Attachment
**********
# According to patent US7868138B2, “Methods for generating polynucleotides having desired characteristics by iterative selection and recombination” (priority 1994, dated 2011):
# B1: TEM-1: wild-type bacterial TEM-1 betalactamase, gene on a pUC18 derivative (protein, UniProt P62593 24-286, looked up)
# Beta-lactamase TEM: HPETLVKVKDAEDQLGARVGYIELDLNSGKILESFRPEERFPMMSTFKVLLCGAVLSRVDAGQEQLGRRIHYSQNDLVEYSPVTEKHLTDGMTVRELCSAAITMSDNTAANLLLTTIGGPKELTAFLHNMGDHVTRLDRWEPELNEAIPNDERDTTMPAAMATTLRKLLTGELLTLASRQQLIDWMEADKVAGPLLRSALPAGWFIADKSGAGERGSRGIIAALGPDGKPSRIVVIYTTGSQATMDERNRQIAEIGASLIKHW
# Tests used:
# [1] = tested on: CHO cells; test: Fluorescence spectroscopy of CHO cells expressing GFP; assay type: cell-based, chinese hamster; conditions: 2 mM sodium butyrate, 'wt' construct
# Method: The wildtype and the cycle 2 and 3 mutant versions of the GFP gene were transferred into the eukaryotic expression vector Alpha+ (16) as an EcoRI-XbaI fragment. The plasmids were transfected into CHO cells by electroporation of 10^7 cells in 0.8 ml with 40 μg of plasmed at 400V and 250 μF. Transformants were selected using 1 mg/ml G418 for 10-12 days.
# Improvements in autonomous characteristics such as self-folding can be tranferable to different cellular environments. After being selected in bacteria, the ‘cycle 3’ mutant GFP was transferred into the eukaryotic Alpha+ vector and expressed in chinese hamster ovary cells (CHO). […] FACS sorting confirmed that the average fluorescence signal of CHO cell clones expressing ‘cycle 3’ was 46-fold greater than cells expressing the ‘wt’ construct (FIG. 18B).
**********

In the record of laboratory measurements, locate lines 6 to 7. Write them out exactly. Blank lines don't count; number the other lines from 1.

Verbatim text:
# Method: The wildtype and the cycle 2 and 3 mutant versions of the GFP gene were transferred into the eukaryotic expression vector Alpha+ (16) as an EcoRI-XbaI fragment. The plasmids were transfected into CHO cells by electroporation of 10^7 cells in 0.8 ml with 40 μg of plasmed at 400V and 250 μF. Transformants were selected using 1 mg/ml G418 for 10-12 days.
# Improvements in autonomous characteristics such as self-folding can be tranferable to different cellular environments. After being selected in bacteria, the ‘cycle 3’ mutant GFP was transferred into the eukaryotic Alpha+ vector and expressed in chinese hamster ovary cells (CHO). […] FACS sorting confirmed that the average fluorescence signal of CHO cell clones expressing ‘cycle 3’ was 46-fold greater than cells expressing the ‘wt’ construct (FIG. 18B).